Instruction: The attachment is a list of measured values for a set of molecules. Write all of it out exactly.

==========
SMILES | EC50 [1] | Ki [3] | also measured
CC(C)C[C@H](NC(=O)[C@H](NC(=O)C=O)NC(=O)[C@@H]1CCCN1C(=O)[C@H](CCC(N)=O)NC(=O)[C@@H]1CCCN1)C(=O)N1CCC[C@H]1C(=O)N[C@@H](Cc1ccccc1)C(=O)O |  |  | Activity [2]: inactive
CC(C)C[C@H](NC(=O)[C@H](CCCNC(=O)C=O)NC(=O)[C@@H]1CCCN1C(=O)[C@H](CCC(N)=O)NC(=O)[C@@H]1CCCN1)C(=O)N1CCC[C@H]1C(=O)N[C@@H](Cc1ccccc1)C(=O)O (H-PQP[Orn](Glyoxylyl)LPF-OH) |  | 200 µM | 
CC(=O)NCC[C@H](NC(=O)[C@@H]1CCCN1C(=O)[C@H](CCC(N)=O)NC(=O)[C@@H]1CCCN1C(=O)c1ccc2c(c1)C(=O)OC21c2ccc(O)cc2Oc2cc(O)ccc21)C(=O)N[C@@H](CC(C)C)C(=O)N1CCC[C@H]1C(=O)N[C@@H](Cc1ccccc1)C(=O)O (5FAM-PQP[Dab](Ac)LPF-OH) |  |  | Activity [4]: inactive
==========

SMILES | EC50 [1] | Ki [3] | also measured
CC(C)C[C@H](NC(=O)[C@H](NC(=O)C=O)NC(=O)[C@@H]1CCCN1C(=O)[C@H](CCC(N)=O)NC(=O)[C@@H]1CCCN1)C(=O)N1CCC[C@H]1C(=O)N[C@@H](Cc1ccccc1)C(=O)O |  |  | Activity [2]: inactive
CC(C)C[C@H](NC(=O)[C@H](CCCNC(=O)C=O)NC(=O)[C@@H]1CCCN1C(=O)[C@H](CCC(N)=O)NC(=O)[C@@H]1CCCN1)C(=O)N1CCC[C@H]1C(=O)N[C@@H](Cc1ccccc1)C(=O)O (H-PQP[Orn](Glyoxylyl)LPF-OH) |  | 200 µM | 
CC(=O)NCC[C@H](NC(=O)[C@@H]1CCCN1C(=O)[C@H](CCC(N)=O)NC(=O)[C@@H]1CCCN1C(=O)c1ccc2c(c1)C(=O)OC21c2ccc(O)cc2Oc2cc(O)ccc21)C(=O)N[C@@H](CC(C)C)C(=O)N1CCC[C@H]1C(=O)N[C@@H](Cc1ccccc1)C(=O)O (5FAM-PQP[Dab](Ac)LPF-OH) |  |  | Activity [4]: inactive